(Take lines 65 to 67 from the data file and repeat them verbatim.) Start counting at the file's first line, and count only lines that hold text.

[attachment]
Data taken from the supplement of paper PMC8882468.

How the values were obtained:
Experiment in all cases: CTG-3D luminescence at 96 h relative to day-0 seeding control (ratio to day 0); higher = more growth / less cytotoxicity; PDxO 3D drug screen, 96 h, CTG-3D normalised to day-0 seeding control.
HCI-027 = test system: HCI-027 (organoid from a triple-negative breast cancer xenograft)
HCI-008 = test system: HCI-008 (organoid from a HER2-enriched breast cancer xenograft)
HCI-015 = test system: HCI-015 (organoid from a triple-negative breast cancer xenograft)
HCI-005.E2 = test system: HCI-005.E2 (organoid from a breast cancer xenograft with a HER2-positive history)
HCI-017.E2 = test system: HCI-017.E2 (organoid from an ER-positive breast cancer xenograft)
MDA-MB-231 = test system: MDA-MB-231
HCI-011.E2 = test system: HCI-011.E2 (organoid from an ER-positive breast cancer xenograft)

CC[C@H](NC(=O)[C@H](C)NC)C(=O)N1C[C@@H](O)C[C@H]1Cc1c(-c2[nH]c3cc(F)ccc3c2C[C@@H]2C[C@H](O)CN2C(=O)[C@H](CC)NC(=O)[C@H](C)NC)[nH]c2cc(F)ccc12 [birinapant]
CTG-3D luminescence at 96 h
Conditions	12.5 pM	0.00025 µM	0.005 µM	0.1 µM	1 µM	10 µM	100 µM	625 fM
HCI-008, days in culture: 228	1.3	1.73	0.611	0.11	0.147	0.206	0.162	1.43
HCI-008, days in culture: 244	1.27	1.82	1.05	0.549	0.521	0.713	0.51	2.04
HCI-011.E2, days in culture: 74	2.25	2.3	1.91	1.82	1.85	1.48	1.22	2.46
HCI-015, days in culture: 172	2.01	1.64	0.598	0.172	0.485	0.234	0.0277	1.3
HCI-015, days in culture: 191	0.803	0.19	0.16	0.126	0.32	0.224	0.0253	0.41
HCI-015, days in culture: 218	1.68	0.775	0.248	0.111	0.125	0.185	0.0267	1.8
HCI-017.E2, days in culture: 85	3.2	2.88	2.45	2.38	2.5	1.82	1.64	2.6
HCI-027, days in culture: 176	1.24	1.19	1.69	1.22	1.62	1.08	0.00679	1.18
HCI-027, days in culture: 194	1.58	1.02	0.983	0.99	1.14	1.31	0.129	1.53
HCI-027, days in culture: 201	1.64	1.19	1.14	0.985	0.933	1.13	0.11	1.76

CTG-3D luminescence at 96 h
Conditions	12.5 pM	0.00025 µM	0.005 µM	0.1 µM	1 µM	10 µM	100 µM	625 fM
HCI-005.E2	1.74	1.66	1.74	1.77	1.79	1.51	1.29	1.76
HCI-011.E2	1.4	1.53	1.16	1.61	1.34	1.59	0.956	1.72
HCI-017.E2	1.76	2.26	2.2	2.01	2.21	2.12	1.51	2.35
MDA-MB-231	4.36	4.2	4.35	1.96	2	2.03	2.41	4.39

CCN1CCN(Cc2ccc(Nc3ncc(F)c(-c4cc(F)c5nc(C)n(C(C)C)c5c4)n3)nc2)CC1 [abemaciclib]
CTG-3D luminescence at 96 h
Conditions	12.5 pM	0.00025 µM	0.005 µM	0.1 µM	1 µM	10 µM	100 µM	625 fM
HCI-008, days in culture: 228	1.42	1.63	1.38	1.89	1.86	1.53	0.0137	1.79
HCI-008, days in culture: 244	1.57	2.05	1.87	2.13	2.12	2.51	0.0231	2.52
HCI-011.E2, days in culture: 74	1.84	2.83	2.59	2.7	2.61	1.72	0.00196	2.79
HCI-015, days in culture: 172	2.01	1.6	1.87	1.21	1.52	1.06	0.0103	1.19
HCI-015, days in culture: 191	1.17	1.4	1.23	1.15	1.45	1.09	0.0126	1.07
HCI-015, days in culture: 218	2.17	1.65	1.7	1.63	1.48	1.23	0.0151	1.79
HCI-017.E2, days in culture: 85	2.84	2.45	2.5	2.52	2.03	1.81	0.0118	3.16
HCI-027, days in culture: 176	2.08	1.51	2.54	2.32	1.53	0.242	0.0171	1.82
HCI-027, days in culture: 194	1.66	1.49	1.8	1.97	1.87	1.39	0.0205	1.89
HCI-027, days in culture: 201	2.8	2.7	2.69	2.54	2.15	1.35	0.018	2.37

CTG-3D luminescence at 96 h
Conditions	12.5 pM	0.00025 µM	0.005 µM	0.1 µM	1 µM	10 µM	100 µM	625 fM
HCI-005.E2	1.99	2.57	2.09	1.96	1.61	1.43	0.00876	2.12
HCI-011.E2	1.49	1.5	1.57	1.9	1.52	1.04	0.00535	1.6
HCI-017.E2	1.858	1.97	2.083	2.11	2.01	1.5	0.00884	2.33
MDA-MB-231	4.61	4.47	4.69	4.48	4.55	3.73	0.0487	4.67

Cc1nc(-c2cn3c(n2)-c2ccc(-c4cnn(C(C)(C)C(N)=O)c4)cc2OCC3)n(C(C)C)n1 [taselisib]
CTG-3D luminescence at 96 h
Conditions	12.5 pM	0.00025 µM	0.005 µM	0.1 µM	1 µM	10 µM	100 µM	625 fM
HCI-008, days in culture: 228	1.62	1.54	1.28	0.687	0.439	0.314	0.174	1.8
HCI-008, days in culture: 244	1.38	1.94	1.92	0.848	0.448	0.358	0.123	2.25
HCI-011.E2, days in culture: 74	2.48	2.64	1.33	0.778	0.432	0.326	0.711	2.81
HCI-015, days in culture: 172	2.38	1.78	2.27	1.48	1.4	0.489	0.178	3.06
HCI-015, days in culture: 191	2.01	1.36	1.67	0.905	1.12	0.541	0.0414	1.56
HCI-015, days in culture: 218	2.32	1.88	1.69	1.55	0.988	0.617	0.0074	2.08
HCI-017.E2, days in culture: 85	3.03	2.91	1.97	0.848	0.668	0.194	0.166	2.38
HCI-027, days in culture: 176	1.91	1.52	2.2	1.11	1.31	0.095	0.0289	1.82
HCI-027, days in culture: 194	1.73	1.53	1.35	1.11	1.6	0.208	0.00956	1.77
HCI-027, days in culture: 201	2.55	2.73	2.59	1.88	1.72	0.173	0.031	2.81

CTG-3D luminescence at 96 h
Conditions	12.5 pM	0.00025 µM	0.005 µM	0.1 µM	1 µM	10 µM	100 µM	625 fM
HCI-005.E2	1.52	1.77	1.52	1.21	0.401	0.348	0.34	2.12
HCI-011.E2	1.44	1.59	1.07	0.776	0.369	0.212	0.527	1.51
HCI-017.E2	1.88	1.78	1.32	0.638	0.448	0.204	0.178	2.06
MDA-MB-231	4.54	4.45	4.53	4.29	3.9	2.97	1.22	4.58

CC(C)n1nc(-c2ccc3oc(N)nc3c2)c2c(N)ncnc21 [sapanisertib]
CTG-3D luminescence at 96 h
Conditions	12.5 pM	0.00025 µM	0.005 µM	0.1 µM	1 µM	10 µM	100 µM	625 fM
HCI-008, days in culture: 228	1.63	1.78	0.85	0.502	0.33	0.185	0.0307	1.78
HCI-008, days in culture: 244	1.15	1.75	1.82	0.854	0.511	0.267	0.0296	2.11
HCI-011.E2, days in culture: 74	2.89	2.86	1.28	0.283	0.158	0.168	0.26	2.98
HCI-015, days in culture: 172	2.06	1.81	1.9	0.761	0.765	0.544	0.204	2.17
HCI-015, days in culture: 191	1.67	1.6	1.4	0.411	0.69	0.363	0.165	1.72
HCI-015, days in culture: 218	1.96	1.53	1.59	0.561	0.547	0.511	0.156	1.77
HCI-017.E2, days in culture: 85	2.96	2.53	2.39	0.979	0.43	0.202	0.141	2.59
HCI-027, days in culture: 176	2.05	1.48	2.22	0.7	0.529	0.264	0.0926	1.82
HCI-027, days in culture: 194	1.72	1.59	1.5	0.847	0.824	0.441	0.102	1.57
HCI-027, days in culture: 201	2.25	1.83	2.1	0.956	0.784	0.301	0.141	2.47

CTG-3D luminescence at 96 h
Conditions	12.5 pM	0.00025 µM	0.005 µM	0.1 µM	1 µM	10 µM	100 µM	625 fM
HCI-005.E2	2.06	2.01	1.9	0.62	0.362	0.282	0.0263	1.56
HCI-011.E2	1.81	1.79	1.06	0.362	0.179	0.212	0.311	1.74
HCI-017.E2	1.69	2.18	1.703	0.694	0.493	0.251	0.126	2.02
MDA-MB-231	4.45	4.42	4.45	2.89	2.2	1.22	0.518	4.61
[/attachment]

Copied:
HCI-011.E2	1.44	1.59	1.07	0.776	0.369	0.212	0.527	1.51
HCI-017.E2	1.88	1.78	1.32	0.638	0.448	0.204	0.178	2.06
MDA-MB-231	4.54	4.45	4.53	4.29	3.9	2.97	1.22	4.58